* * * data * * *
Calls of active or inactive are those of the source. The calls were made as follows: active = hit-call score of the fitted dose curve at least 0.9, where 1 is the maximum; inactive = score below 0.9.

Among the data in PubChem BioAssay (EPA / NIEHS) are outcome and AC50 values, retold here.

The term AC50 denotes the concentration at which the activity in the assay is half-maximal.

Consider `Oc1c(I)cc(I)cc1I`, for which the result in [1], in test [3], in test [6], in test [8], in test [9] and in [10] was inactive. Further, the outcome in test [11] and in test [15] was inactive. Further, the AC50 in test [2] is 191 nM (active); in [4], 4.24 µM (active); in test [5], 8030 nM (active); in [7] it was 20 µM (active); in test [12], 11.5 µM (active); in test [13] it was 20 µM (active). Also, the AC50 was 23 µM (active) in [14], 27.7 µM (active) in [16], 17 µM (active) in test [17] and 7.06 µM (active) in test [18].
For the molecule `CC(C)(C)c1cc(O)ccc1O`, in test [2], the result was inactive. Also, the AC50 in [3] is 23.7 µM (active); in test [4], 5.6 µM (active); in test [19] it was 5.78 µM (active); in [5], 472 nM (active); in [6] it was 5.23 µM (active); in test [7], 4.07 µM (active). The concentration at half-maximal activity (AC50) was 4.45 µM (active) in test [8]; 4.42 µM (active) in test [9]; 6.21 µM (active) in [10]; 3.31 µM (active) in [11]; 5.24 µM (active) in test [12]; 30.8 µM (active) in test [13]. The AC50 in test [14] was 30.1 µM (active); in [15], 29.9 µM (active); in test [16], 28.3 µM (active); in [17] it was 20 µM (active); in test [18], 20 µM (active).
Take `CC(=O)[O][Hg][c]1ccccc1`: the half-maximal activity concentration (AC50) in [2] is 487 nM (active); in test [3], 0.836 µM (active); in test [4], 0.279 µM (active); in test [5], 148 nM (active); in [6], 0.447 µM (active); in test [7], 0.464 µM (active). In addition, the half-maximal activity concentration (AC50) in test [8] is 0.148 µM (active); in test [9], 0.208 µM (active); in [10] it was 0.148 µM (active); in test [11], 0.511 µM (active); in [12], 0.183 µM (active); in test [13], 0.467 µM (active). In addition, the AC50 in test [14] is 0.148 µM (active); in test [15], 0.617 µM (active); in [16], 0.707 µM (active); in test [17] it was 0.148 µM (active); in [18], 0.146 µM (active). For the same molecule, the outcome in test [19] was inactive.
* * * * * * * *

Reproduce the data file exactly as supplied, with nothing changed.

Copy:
Calls of active or inactive are those of the source. The calls were made as follows: active = hit-call score of the fitted dose curve at least 0.9, where 1 is the maximum; inactive = score below 0.9.

Among the data in PubChem BioAssay (EPA / NIEHS) are outcome and AC50 values, retold here.

The term AC50 denotes the concentration at which the activity in the assay is half-maximal.

Consider `Oc1c(I)cc(I)cc1I`, for which the result in [1], in test [3], in test [6], in test [8], in test [9] and in [10] was inactive. Further, the outcome in test [11] and in test [15] was inactive. Further, the AC50 in test [2] is 191 nM (active); in [4], 4.24 µM (active); in test [5], 8030 nM (active); in [7] it was 20 µM (active); in test [12], 11.5 µM (active); in test [13] it was 20 µM (active). Also, the AC50 was 23 µM (active) in [14], 27.7 µM (active) in [16], 17 µM (active) in test [17] and 7.06 µM (active) in test [18].
For the molecule `CC(C)(C)c1cc(O)ccc1O`, in test [2], the result was inactive. Also, the AC50 in [3] is 23.7 µM (active); in test [4], 5.6 µM (active); in test [19] it was 5.78 µM (active); in [5], 472 nM (active); in [6] it was 5.23 µM (active); in test [7], 4.07 µM (active). The concentration at half-maximal activity (AC50) was 4.45 µM (active) in test [8]; 4.42 µM (active) in test [9]; 6.21 µM (active) in [10]; 3.31 µM (active) in [11]; 5.24 µM (active) in test [12]; 30.8 µM (active) in test [13]. The AC50 in test [14] was 30.1 µM (active); in [15], 29.9 µM (active); in test [16], 28.3 µM (active); in [17] it was 20 µM (active); in test [18], 20 µM (active).
Take `CC(=O)[O][Hg][c]1ccccc1`: the half-maximal activity concentration (AC50) in [2] is 487 nM (active); in test [3], 0.836 µM (active); in test [4], 0.279 µM (active); in test [5], 148 nM (active); in [6], 0.447 µM (active); in test [7], 0.464 µM (active). In addition, the half-maximal activity concentration (AC50) in test [8] is 0.148 µM (active); in test [9], 0.208 µM (active); in [10] it was 0.148 µM (active); in test [11], 0.511 µM (active); in [12], 0.183 µM (active); in test [13], 0.467 µM (active). In addition, the AC50 in test [14] is 0.148 µM (active); in test [15], 0.617 µM (active); in [16], 0.707 µM (active); in test [17] it was 0.148 µM (active); in [18], 0.146 µM (active). For the same molecule, the outcome in test [19] was inactive.